What Title 42’s end could mean for migrants waiting on asylum
▶ Watch Video: Migrants await asylum rule change to U.S.-Mexico border
Huddled together at a migrant shelter near the U.S.-Mexico border, a family is on the run.
The family, made of 36 people, told CBS News’ Manuel Bojorquez they’re being extorted by gangs back home in Michoacan, considered one of Mexico’s most dangerous states.
They have been near the border for seven months but have been unable to file for asylum due to Title 42.
“Yesterday we went to the border and they told us that there wasn’t asylum and that they couldn’t take us,” one woman said. “That it [border] was closed.
The pandemic-era emergency rule grants the government the “power to prohibit, in whole or in part, the introduction of persons and property” to stop a contagious disease from spreading in the U.S.
The measure has been used to prevent around 1.7 million migrants and asylum seekers from entering the country. But Title 42 hasn’t kept all migrants out. Refugees from war-torn Ukraine are entering the United States through the U.S.-Mexico border.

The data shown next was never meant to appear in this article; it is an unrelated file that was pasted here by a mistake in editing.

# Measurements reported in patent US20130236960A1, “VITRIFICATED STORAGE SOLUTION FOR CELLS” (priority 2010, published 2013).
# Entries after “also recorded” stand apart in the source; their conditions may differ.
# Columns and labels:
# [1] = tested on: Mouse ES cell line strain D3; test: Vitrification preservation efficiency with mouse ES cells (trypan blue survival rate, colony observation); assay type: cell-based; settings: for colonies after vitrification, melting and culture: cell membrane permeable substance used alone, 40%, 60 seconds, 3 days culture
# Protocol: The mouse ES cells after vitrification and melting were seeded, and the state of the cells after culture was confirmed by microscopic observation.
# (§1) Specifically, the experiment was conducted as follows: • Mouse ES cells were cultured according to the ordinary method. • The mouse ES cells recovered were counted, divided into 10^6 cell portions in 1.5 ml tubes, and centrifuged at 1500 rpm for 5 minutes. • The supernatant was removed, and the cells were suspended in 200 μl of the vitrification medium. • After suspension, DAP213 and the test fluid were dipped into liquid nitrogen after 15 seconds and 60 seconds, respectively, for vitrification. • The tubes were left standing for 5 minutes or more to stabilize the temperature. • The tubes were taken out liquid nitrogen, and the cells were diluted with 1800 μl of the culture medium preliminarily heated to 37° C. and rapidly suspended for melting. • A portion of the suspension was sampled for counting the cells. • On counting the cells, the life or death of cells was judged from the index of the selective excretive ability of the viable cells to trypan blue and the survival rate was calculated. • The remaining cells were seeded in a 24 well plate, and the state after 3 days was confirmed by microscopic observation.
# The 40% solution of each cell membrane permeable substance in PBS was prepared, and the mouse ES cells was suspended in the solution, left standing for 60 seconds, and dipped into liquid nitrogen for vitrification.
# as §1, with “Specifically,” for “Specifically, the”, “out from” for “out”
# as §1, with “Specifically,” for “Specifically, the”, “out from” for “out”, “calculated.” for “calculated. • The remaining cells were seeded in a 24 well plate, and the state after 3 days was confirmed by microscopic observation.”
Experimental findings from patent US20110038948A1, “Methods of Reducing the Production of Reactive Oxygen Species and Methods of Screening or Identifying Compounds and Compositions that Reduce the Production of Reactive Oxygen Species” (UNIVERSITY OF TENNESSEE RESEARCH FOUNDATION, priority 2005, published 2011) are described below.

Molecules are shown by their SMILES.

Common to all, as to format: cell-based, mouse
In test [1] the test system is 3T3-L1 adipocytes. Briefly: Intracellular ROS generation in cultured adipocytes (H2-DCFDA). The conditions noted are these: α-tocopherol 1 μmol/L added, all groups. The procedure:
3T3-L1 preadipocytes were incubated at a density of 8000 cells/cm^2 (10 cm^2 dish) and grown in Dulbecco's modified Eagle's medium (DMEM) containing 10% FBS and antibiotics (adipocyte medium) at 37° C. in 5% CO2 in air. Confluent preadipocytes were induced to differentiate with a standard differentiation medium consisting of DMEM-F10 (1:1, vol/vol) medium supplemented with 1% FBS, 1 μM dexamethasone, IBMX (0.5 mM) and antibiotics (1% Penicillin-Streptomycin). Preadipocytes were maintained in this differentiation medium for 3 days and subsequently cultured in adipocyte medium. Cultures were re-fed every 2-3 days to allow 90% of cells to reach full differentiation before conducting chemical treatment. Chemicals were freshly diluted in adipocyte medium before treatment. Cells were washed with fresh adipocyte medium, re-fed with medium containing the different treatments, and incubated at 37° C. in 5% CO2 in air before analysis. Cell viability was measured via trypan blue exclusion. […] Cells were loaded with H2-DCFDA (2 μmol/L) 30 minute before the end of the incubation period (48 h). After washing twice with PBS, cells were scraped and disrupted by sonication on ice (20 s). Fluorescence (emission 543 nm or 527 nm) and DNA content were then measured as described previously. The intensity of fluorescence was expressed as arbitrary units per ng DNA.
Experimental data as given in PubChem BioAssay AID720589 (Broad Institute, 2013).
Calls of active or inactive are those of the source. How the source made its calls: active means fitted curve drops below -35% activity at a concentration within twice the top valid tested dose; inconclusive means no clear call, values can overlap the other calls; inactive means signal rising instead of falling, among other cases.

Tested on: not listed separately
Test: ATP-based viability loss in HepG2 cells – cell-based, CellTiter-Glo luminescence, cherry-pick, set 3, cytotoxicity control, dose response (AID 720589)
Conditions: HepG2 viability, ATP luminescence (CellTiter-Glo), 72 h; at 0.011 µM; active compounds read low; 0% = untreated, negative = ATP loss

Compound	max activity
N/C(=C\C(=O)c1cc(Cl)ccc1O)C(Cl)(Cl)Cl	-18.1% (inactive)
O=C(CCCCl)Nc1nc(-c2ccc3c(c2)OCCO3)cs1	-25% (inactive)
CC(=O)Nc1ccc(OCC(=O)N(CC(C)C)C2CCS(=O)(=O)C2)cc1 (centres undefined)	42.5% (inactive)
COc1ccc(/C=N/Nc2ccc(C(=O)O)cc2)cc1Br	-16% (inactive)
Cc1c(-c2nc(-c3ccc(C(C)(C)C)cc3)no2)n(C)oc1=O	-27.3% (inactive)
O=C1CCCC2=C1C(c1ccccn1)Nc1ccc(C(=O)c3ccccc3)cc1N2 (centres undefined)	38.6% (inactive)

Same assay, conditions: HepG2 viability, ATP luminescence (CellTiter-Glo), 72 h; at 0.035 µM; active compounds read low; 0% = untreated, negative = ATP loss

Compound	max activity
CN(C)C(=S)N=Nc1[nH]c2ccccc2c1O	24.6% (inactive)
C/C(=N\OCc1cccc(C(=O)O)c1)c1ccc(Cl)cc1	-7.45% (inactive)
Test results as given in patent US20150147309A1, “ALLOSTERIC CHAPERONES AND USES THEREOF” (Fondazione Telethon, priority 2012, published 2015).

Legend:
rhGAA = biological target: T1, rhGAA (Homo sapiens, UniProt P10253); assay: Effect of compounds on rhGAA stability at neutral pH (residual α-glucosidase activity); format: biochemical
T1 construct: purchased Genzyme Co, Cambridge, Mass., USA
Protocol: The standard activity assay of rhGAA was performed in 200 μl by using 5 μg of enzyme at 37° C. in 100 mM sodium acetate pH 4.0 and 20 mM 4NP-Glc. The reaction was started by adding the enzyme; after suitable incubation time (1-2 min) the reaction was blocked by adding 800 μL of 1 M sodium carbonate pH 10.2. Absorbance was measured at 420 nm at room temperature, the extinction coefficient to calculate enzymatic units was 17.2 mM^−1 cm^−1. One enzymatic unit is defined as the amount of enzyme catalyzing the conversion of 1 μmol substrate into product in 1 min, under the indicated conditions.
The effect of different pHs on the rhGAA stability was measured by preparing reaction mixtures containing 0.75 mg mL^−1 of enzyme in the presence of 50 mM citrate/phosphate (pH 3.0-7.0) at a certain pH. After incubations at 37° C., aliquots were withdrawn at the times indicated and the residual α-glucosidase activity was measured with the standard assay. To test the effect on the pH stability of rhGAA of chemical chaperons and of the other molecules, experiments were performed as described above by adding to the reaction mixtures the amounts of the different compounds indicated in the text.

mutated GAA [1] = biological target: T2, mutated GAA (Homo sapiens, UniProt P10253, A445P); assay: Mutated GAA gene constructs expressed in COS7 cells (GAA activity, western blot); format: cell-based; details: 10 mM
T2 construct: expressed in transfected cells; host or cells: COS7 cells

The Biden administration is planning to discontinue the restriction but some Republican lawmakers want to keep it in place to prevent an increase in migrant arrivals that could overwhelm U.S. border authorities.
Some Democrats have joined Republicans in cautioning against what they consider a rushed end to the policy.
The White House said it anticipates a sharp rise in migrants and is sending additional resources to the border.
“Title 42 is a public health directive. It’s not an immigration migration enforcement measure and the decision on when to lift title 42 was made by the CDC,” said White House press secretary Jen Psaki.
Pastor Albert Rivera told CBS News that the migrant shelter he runs has been getting calls non-stop since the Biden Administration said they were going to get rid of Title 42.
The shelter was already building an expansion to eventually house 1,200 asylum-seekers.
“Some of them have been waiting a year and a half for a permit just to come to the border here because they want to apply, do it legally. But the legal process to allow them to come all the way over here takes too long,” Rivera said.
He says this latest rise in migration isn’t only about Title 42’s repeal — it is also connected to rising crime and violence across Latin America that is forcing people to flee.
One policy that won’t end with Title 42 is the Trump-era “Remain in Mexico” policy, which a federal court forced the Biden administration to reinstate and would keep asylum seekers here as their cases are decided.